HM Revenue and Customs (HMRC) has announced that it intends to target more groups of workers in its efforts to recoup unpaid taxes.
Last month, HMRC launched a campaign aimed at businesses that might be trading above the VAT threshold of £73,000 but have yet to register with the tax authorities.
Now HMRC will be looking at e-marketplaces and private tuition providers in an effort to tighten up the tax-take.
The campaigns should be rolled out in 2011/12.
As part of the new campaigns, those who provide private tuition and coaching will come under the spotlight. The aim is to look at professionals who are able to earn money from providing tuition and coaching, either as a main or a secondary income.
It will cover people providing private lessons and could include, for example, fitness/dance/lifestyle coaches through to national curriculum subject tutors and others.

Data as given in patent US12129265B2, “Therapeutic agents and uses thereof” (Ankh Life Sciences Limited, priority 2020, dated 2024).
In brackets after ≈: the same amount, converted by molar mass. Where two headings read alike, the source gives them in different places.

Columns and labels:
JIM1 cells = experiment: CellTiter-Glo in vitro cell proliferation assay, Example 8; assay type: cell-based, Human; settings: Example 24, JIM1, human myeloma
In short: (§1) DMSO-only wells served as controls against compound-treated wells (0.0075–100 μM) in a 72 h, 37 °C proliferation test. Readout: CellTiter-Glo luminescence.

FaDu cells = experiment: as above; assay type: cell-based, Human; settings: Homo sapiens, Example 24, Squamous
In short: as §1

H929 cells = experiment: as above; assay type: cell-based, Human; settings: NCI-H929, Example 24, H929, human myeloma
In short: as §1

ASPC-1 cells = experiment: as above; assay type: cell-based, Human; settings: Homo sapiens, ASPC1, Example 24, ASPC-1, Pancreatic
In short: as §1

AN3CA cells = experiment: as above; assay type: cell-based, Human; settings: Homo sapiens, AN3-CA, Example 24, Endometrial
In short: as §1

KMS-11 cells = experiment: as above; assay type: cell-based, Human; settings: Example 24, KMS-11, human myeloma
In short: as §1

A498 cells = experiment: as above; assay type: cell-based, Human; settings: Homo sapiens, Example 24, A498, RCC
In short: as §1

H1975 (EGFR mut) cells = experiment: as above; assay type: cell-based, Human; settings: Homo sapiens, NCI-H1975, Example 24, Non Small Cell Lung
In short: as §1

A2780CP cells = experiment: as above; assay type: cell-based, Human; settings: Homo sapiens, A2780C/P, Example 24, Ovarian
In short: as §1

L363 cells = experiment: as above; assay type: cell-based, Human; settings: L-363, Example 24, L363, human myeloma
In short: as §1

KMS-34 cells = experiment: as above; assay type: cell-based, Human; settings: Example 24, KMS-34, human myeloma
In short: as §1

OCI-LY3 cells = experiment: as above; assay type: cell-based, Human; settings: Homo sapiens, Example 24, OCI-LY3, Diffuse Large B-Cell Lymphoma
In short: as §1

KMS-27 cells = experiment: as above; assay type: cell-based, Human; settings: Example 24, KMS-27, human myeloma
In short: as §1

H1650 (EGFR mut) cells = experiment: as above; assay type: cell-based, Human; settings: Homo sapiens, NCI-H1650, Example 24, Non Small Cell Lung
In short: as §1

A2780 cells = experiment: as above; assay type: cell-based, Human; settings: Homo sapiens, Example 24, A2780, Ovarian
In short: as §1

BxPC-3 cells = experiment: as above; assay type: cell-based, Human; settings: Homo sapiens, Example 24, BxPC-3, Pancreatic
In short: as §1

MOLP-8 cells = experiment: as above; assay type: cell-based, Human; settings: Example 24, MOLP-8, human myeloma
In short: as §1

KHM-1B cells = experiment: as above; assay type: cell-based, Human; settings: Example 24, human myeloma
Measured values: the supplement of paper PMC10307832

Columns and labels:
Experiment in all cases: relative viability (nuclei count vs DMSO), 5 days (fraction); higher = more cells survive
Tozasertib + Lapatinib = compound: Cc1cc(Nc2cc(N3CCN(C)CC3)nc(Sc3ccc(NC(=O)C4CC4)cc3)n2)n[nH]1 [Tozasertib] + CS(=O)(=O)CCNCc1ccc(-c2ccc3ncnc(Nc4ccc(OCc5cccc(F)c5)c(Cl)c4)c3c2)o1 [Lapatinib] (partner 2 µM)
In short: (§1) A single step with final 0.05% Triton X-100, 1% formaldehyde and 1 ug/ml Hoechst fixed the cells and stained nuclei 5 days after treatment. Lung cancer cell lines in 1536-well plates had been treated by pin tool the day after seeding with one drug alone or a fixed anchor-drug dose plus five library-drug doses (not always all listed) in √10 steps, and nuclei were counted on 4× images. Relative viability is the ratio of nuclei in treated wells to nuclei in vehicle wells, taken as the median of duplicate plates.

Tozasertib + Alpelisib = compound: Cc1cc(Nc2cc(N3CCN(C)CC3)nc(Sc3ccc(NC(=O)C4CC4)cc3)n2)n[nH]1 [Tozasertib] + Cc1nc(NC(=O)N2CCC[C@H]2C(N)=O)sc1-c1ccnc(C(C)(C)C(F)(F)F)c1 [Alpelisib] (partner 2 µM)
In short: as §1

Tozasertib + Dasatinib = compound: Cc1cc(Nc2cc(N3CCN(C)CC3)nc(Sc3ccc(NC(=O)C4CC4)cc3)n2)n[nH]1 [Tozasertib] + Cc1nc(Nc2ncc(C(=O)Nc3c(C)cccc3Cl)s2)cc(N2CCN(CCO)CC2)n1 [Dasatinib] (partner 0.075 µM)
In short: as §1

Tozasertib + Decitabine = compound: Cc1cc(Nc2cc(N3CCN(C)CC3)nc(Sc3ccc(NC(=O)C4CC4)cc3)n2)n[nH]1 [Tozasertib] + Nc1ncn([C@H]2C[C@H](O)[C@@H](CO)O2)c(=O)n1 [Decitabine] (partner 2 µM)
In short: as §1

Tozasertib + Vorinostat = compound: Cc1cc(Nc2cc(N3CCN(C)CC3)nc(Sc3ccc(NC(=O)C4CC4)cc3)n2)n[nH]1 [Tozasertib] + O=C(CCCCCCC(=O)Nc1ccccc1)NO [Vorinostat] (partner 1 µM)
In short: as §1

Another target for HMRC will be those who use e-marketplaces to buy and sell goods as a trade or business and who fail to pay the tax owed. People who only sell a few items and who are not traders are unlikely to be liable to tax and will be excluded from the investigation.
Following on from the recent offer of a partial amnesty to businesses working in the plumbing industries, HMRC also said that it would be inviting other groups of tradespeople to come forward and declare unpaid tax.
Mike Wells, HMRC's director of risk and intelligence, said: "We want to make sure HMRC listens to as many informed views as possible for our future campaigns. We want the views and experience of people and organisations outside the department to play a fuller part in the campaigns that we design for customers.
"By being open about our areas of interest for the coming year we hope to maximise that exchange of information and ensure we reduce the tax gap and help customers pay what they owe.
"We will use the information we gather to pursue people who choose not to use the opportunities we provide for them to put their affairs in order on the best possible terms. It will be more expensive if we come and find people, so I urge them to come forward and disclose voluntarily."
So far, more than £500 million has been raised by HMRC from voluntary disclosures and a further £100 million from follow-up activity.
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